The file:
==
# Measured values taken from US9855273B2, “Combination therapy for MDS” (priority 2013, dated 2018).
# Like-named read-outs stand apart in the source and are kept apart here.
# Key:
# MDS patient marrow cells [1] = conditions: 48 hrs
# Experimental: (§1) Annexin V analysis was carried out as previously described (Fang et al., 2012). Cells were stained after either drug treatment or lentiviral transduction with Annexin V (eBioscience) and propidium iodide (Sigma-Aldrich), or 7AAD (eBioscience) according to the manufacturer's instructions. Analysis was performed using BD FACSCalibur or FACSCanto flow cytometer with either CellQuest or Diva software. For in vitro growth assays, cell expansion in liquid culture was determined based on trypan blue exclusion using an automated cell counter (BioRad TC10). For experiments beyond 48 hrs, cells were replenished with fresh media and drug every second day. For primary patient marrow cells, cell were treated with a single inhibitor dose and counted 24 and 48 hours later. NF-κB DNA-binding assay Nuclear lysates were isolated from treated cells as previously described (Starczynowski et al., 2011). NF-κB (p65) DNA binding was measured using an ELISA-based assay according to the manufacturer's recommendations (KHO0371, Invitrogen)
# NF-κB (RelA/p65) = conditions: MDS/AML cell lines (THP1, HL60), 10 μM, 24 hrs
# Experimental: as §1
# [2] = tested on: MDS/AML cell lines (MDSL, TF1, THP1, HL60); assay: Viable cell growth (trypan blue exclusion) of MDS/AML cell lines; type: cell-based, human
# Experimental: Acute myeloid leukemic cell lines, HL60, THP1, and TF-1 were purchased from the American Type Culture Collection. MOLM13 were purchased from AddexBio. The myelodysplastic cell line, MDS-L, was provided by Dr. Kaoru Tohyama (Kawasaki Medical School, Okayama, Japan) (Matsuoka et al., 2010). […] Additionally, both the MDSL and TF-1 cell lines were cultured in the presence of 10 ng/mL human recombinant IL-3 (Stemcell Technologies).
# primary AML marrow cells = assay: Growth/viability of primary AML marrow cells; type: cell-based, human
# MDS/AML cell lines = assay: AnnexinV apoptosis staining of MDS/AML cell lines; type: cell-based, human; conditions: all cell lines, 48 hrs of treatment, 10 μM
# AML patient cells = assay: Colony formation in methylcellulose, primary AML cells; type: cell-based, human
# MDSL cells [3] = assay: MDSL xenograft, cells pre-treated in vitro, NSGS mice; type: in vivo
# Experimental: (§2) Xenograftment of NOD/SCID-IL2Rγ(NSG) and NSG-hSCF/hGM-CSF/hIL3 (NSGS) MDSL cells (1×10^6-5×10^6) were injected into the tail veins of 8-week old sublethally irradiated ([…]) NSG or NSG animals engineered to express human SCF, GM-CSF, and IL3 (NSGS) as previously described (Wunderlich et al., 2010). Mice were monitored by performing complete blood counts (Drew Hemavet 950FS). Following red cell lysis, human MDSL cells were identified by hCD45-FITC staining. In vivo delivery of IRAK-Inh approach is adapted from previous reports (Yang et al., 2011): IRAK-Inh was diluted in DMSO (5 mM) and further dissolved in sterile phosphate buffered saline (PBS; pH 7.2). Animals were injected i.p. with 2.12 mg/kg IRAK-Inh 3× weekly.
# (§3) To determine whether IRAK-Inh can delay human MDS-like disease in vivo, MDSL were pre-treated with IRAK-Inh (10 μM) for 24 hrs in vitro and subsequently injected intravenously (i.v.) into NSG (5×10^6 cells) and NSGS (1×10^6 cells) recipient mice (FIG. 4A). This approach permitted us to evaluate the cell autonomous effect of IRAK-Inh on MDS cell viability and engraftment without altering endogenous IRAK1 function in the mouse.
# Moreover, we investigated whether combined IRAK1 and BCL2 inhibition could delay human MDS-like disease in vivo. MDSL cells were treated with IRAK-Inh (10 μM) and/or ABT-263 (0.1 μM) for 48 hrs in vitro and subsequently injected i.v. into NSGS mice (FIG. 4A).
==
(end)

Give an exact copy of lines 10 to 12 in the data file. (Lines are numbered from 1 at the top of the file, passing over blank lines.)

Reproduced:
# primary AML marrow cells = assay: Growth/viability of primary AML marrow cells; type: cell-based, human
# MDS/AML cell lines = assay: AnnexinV apoptosis staining of MDS/AML cell lines; type: cell-based, human; conditions: all cell lines, 48 hrs of treatment, 10 μM
# AML patient cells = assay: Colony formation in methylcellulose, primary AML cells; type: cell-based, human